If You Like Olive Oil

Then don’t use an unsealed spout like the one pictured below on your oil and don’t store the oil near your stove top. After just a couple of weeks, a fresh bottle of oil has gone rancid from constant exposure to the air and possibly the warmth of the stove, developing a bitter taste that makes it completely unusable for salad dressing or any fresh application.

My typical olive oil brand, Napa Valley Naturals, has been including these plastic spouts for free on their olive oil bottles, but I think they’re doing their customers a disservice. I suspect that the spout was more of a factor in the rancidity problem than the stove, but only science could be sure. Experiment time?

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Below: A fresh bottle of olive oil with a nasty one in the background.

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Iron Chef – Natural Epicurean Style

Today we got a double dose of labs – normally each day of class consists of a half-day of lecture/demonstration and a half-day of cooking lab. Wednesday we got two lab sessions – woo!

Lab 1: Tomatoes and Peppers

Tomatoes and/or peppers are elemental foods in multiple cultures: Italian, Mexican, Thai, Korean, etc. Filled with fiber, several vitamins and minerals (notably, vitamin C, vitamin A, and beta-carotene), and antioxidants, peppers and tomatoes are nutritious and delicious. Their color and heat are clues to some of their nutritive properties – antioxidants are often most prevalent in brightly colored vegetables and fruits.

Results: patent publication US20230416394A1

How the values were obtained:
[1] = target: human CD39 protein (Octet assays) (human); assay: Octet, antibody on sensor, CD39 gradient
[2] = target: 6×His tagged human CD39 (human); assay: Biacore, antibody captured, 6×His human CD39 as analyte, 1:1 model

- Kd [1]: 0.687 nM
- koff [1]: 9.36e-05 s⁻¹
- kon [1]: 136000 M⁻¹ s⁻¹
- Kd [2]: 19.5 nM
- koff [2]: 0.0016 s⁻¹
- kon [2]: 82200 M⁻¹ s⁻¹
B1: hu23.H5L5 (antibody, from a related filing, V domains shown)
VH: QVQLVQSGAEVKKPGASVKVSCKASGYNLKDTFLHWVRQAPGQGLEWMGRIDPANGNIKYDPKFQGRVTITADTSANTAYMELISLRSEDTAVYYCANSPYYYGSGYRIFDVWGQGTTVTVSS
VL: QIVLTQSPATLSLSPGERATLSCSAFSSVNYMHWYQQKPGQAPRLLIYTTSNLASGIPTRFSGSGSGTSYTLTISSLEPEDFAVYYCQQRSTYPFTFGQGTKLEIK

Below: A wide array of shapes and colors were presented in our selection of peppers. At the bottom, habanero peppers and just to the right of that, ghost chiles – the hottest chiles I am aware of. 

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The Beans Cooketh Nicely

Today, we got more nutrition info in our morning lecture, and afternoon cooking lab had us working with the beans we cooked yesterday.

Nutrition Lecture with Radhia Gleis